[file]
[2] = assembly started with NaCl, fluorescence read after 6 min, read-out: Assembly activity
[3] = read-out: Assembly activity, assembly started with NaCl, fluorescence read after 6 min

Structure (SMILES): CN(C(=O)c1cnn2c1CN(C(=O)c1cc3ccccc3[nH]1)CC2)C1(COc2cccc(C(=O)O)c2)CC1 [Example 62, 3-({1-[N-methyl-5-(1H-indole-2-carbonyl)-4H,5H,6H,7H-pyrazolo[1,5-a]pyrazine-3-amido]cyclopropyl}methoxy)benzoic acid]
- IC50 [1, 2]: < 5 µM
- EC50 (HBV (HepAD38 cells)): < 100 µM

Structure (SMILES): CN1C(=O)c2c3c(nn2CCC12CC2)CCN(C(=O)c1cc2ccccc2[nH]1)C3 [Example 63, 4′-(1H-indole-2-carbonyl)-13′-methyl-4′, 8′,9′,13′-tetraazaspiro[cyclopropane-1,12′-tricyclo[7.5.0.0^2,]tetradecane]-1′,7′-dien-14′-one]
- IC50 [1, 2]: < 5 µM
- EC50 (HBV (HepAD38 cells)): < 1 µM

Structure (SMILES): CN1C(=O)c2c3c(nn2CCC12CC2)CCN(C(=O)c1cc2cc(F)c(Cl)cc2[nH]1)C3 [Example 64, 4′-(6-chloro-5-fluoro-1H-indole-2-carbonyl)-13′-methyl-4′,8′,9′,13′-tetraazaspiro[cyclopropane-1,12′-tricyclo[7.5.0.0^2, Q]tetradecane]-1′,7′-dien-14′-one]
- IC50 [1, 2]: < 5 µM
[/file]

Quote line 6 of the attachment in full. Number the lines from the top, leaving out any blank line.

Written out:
Structure (SMILES): CN1C(=O)c2c3c(nn2CCC12CC2)CCN(C(=O)c1cc2ccccc2[nH]1)C3 [Example 63, 4′-(1H-indole-2-carbonyl)-13′-methyl-4′, 8′,9′,13′-tetraazaspiro[cyclopropane-1,12′-tricyclo[7.5.0.0^2,]tetradecane]-1′,7′-dien-14′-one]